There’s More to the Disney Cruise Line Than Meets the Eye

DAPs Magic Disney News – by Mr. DAPs 

Anyone who has vacationed with the Disney Cruise Line will tell you that it is truly a magical experience. Whatever magic is made out to be in the movies, it doesn’t just appear from thin air. Disney Cruise Line is a prime example of this. For each magical journey that is taken by one of Disney ships, there are thousands of little details going on to make memories that last a lifetime. Here are just a few fun facts provided by the Disney Cruise Line about some of those details that help make the magic:

Uniquely Disney– The Disney ships are painted in Mickey Mouse-inspired colors – black hull, white superstructure, yellow trim and two giant red funnels, each with the Disney Cruise Line Mickey Mouse logo.

– Disney Cruise Line was the first cruise line to have yellow lifeboats, instead of the traditional regulation orange. Disney was granted special permission from the U.S. Coast Guard to paint the lifeboats yellow, to keep with the special color theming of the ship.

– The Disney Magic was built in two halves… one hundred miles apart! Part of the ship was constructed in Ancona, Italy then towed 100 miles to meet the stern in Marghera (just outside Venice) to be perfectly joined and welded together.

– Disney Cruise Line ships use the iconic first seven notes of the “When You Wish Upon a Star” song melody as their horn signals.

– Disney ships are the only cruise ships to have four captains – the ship’s captain, Captain Mickey, Captain Hook and Captain Jack Sparrow.

– Measuring 964 feet in length, the Disney Magic and Disney Wonder are each longer than Main Street U.S.A at the Magic Kingdom in Walt Disney World.

– The anchor on the Disney Magic weighs 28,200 pounds – about the same as three full-grown elephants. Each ship weighs 90 million pounds.

– On a special night aboard every Disney cruise, the “Pirates IN the Caribbean” deck party features the only fireworks display at sea.

Guest Experience

– More than 70 percent of staterooms on the Disney Magic and Disney Wonder have ocean views. Of those, nearly 60 percent have private verandahs.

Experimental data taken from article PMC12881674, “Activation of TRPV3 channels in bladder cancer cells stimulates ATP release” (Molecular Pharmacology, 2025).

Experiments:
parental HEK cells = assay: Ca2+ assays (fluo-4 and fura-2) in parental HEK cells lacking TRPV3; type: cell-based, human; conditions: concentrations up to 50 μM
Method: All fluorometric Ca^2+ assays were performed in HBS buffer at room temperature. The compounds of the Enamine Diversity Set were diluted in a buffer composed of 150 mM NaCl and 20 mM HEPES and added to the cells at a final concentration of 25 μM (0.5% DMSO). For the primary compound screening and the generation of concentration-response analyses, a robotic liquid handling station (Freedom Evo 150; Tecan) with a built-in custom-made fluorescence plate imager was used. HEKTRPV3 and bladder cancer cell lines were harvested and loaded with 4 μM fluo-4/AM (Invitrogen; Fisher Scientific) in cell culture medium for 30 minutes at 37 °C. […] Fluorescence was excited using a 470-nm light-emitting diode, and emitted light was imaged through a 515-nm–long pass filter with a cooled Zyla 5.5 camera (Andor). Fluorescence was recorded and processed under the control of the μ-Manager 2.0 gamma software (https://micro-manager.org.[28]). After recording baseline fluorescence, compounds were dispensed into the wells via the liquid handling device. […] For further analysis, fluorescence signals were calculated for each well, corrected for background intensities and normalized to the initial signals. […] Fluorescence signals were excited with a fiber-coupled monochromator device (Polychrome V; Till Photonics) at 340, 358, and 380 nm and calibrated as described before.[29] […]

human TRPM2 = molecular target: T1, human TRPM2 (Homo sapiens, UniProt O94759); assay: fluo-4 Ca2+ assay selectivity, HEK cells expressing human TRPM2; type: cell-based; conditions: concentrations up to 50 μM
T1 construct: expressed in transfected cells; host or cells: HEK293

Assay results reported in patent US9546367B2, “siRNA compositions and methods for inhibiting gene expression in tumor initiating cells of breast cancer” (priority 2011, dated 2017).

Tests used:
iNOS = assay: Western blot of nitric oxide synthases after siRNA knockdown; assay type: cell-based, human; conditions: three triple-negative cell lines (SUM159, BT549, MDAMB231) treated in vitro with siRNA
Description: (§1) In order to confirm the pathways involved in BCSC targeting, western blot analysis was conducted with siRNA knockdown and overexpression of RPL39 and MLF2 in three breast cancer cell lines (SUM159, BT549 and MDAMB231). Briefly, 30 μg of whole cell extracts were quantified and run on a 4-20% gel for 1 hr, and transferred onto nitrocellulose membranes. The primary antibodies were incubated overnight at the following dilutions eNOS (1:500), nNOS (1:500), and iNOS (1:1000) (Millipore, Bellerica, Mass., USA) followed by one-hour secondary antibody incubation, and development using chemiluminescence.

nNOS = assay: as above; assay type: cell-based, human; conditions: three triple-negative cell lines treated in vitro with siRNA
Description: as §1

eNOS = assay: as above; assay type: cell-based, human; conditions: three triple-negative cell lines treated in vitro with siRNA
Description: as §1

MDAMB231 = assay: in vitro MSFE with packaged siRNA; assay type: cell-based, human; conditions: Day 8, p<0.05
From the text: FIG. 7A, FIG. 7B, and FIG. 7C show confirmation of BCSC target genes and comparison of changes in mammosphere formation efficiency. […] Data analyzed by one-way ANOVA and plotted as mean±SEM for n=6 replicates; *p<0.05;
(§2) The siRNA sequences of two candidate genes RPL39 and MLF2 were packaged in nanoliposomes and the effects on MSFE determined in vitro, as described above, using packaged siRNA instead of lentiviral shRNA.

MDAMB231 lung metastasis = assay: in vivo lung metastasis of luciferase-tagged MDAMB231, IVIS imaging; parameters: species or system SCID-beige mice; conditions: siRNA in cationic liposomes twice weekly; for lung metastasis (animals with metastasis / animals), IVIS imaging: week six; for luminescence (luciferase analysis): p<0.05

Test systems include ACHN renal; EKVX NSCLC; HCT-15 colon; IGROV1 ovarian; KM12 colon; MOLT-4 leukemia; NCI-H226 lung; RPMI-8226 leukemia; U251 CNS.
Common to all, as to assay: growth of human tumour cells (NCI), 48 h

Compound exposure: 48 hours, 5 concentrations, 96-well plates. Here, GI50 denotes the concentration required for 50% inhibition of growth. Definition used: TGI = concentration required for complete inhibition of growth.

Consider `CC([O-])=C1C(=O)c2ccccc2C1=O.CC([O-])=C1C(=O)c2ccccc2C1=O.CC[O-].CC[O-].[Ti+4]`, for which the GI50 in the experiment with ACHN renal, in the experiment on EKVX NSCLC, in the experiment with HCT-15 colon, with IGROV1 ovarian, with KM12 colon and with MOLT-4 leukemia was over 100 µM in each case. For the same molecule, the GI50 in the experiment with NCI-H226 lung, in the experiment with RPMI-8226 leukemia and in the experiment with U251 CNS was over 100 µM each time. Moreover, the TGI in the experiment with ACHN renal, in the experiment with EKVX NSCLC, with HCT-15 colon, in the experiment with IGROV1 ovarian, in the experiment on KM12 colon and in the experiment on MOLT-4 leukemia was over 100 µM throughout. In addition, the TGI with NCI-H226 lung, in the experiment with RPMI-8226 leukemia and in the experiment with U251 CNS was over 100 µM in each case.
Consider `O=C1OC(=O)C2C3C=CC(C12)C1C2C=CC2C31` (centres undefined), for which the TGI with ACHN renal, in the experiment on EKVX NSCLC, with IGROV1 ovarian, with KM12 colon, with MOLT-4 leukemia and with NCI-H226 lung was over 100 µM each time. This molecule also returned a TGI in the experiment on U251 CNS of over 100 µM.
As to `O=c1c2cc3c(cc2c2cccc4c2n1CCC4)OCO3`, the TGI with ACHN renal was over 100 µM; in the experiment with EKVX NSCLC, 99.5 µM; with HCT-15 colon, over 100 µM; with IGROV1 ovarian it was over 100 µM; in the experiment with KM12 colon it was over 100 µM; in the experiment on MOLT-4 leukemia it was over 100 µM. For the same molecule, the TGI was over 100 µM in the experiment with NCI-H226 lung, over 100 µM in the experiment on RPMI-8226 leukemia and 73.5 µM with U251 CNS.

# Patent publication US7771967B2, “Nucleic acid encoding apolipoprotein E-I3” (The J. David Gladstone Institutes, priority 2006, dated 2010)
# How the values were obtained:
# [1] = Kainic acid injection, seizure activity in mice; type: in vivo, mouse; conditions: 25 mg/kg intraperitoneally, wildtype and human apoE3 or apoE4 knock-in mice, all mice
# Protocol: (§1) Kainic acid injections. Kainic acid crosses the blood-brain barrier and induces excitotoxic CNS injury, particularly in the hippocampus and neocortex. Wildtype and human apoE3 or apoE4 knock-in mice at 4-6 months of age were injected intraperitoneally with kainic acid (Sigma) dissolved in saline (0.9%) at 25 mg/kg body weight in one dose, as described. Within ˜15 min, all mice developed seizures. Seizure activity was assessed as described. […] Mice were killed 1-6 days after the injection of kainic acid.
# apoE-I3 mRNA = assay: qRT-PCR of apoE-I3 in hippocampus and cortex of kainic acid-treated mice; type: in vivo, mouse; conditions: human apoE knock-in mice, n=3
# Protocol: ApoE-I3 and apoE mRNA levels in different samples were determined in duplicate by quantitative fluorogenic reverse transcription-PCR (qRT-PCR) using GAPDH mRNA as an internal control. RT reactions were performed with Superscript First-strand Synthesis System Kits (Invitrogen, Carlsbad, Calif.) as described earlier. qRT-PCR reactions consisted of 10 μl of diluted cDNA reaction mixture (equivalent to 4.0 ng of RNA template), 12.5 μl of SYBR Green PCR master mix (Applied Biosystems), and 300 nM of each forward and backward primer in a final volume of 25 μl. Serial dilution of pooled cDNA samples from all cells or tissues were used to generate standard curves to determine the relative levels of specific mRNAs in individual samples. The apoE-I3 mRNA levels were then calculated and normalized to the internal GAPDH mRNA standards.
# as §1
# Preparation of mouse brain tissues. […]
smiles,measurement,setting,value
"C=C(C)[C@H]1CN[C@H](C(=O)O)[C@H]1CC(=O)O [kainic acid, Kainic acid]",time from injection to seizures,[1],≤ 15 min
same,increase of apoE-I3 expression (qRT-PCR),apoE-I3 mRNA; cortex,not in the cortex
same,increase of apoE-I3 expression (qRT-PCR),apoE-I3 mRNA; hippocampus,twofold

– In a cruise industry first, most staterooms on Disney ships feature a split “bath-and-a-half” design, providing families the added convenience of a sink and tub/shower in one room and a sink and toilet in a separate room.

– Onboard both the Disney Magic and Disney Wonder, there are about 950 crew members representing more than 60 different nationalities. That is approximately one crew member for every three guests.

– On an average seven-night sailing aboard the Disney Magic, the following food items are consumed:
• Beef – 5,000 pounds
• Chicken – 10,000 pounds
• Salmon – 1,200 pounds
• Shrimp – 1,300 pounds
• Lobster Tail – 1,000 pounds
• Melon – 15,000 pounds
• Pineapple – 4,500 pounds
• Eggs – 71,500
• Coffee – 57,820 cups
• Soda – 3,125 gallons
• Beer – 12,385 bottles/cans
• Wine and Champagne – 2,700 bottles

– Disney Cruise Line dining room Cast members represent, on average, 60 different nationalities.

– The décor and food of the Palo restaurant are inspired by Italy, the birthplace of both the Disney Magic and Disney Wonder.

– Palo takes its name from the poles that line the canals of Venice. Palo’s extensive reserve wine list features selections that hail from some of the most mature vineyards in the world and highlight some of the greatest Super Tuscans like Sassicaia, Ornellaia and Tignanello.

Onboard Features
– The Disney Magic interior is in the art deco style, characterized by geometric designs and bold, solid colors. The interior on the Disney Wonder is in the art nouveau style, which features organic influences and curved patterns.